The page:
To play the peacekeeping card has nevertheless been a popular move in the region, as troop-contributing neighbors have done the same when faced with internal and international pressure. Rwanda and Uganda’s threat to withdraw peacekeeping troops as international actors sanctioned their support to the rebel group M23 is the most recent example of this. Yet, despite international and national doubt about the accuracy and the timing of the president’s statement, it may be used to legitimize security forces’ hard crackdown on demonstrators in the coming weeks. As the president has called in the military to crack down on protesters, new signs of divisions within the army are visible; for example, this week, some soldiers have fired into crowds, while others backed away from protesters.

The military faces additional challenges as international pre-deployment instructors have been taking “vacation” since the end of April due to the security situation. This has resulted in a severely delayed troop contribution deployment, which risks to be permanent if donors decide to withdraw military training and support. If one is to look at lessons from the region, withdrawn support in the military area has been short-lived, and in the Rwandan case, has not influenced its (UN/AU) peace operation in Sudan substantially, if at all. Rwanda was at the time of the withdrawal of ACOTA, as the ‘best student in the class’, able to secure its pre-deployment training with its own forces. There is a big question mark with regards to whether Burundi is able to do this, in case of a presumably temporary withdrawal of international training. Yet, as the Burundian government knows, such a move from international partners will hurt both the peacekeeping mission and the fight against terrorists in Somalia. On Friday, the United States announced that it has suspended peacekeeping training activities for Burundi’s army, but took pains to note that the suspension is temporary and that there have been no cuts to funding for the programs.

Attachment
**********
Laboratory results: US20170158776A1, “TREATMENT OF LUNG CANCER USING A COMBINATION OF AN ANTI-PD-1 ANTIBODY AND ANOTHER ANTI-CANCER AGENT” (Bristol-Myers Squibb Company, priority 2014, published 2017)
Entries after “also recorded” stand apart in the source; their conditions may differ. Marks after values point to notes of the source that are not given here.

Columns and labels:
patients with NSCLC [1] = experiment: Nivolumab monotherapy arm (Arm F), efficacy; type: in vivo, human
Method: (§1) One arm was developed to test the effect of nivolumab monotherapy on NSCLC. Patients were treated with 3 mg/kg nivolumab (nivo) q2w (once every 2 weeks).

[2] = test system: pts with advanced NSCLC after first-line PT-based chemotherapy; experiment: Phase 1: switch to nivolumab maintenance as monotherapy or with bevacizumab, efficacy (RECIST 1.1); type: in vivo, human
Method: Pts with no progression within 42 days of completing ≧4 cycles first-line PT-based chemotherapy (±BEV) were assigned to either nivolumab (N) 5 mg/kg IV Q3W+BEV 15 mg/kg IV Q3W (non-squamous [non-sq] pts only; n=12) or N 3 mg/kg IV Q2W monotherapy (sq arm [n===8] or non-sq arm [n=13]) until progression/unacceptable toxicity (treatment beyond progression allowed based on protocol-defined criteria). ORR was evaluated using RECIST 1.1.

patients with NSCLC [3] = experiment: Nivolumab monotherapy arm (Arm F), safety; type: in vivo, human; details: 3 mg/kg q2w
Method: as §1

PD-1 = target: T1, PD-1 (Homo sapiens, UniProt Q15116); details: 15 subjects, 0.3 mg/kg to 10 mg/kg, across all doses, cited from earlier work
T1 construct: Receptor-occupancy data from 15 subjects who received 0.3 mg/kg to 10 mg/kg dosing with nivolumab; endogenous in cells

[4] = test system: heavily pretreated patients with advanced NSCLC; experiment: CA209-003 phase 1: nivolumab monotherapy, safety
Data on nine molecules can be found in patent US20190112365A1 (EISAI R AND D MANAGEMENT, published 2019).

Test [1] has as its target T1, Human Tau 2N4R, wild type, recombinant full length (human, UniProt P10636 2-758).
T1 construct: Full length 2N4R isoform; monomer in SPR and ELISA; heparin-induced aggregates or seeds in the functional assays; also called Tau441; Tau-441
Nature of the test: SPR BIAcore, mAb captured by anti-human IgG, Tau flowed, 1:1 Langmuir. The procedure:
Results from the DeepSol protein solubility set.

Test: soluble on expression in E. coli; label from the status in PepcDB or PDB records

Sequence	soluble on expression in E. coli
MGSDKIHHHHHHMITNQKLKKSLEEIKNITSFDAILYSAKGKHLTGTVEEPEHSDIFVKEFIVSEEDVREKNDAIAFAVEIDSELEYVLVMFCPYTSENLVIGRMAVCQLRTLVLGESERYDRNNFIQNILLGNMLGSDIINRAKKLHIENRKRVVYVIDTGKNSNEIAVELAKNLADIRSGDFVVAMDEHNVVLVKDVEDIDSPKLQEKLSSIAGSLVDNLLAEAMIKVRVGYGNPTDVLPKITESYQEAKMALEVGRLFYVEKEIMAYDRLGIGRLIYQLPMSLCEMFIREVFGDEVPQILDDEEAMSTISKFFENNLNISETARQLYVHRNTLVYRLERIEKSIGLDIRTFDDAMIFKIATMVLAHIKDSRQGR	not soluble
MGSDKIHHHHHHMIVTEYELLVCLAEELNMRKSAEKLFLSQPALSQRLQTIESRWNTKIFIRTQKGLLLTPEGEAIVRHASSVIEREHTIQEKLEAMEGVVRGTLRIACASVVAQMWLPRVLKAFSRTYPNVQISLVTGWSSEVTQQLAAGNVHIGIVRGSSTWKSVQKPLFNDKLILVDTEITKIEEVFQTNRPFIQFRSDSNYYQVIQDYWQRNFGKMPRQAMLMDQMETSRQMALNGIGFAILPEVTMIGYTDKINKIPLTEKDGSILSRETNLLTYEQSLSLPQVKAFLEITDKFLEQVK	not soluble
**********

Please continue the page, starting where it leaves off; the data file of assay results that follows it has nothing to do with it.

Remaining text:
Burundi’s recent experiences raises the question of how smart it is to militarily support increasingly authoritarian post-conflict regimes’ peacekeeping endeavors. The answer to that question is complex and contrast-filled, but definitely merits more attention from researchers and practitioners alike in the near future.

Nina Wilén is a post-doctoral research fellow at the University of Antwerp and a visiting researcher at Stellenbosch University. She is also a senior associate at the Security Governance Group. Gérard Birantamije is a researcher at the Department of Quality Insurance at the Lake Tanganyika University. David Ambrosetti is a senior researcher at the French Center for Scientific Research, CNRS, Bordeaux University.